Bitcoin, currency, sociopolitical economy, virtual markets, financial regulation
The Internet and other telecommunications systems have reshaped the means by which markets are accessed, generated, and transformed. Recent innovations in computer science have led to the development of a virtually bound, decentralized, encrypted currency system known as bitcoin. Unlike conventional currency systems, the Bitcoin protocol is cryptologically defined with a virtual structure that allows it to simultaneously operate as currency, commodity, and market shaping socio-political force. Its decentralized design permits it to function as a free-market response to fiat currencies vulnerable to inflation, regulation, and manipulation. Given the cultural significance anthropologists and other social scientists have assigned to various modes and mediums of exchange over the years, the socio-economic impact of this novel currency system warrants particular consideration. This research describes the Bitcoin community that has emerged alongside the currency, including the entrepreneurs, developers, and consumers who are dedicated to bitcoin’s perpetuation and acceptance as an internationally recognized medium of exchange. Ethnographic interviews and participant observation were utilized to collect information from users in the Central Florida area, detailing their experiences and interactions with the Bitcoin protocol and its associated community. This research provides new levels of anthropological insight into currency development, market interaction, and economically embodied social commentary. Moreover, its exploratory nature helps create a viable framework around which qualitative inquiry of virtual crypto-currencies may be designed in future studies.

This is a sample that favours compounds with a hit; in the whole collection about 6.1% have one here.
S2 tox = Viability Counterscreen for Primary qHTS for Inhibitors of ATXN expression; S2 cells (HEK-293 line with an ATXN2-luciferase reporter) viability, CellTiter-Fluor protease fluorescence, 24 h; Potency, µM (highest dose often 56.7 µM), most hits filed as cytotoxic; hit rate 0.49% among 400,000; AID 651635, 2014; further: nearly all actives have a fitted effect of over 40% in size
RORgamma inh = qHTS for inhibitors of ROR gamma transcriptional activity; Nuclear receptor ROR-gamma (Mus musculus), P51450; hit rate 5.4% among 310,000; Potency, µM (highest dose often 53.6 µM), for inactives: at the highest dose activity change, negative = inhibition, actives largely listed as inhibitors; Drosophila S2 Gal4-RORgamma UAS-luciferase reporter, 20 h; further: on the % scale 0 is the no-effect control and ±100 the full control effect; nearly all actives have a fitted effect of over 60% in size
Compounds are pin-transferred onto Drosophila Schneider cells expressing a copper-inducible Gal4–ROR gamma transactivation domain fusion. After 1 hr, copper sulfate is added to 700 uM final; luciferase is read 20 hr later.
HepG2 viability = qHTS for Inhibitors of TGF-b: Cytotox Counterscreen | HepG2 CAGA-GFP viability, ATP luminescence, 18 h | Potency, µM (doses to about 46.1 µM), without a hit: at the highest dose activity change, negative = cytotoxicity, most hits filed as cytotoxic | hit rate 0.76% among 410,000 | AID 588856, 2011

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Master of Arts (M.A.)
College of Sciences
Length of Campus-only Access
Masters Thesis (Open Access)
Dissertations, Academic -- Sciences, Sciences -- Dissertations, Academic
Fletcher, Justin, "Currency In Transition: An Ethnographic Inquiry Of Bitcoin Adherents" (2013). Electronic Theses and Dissertations, 2004-2019. 2748.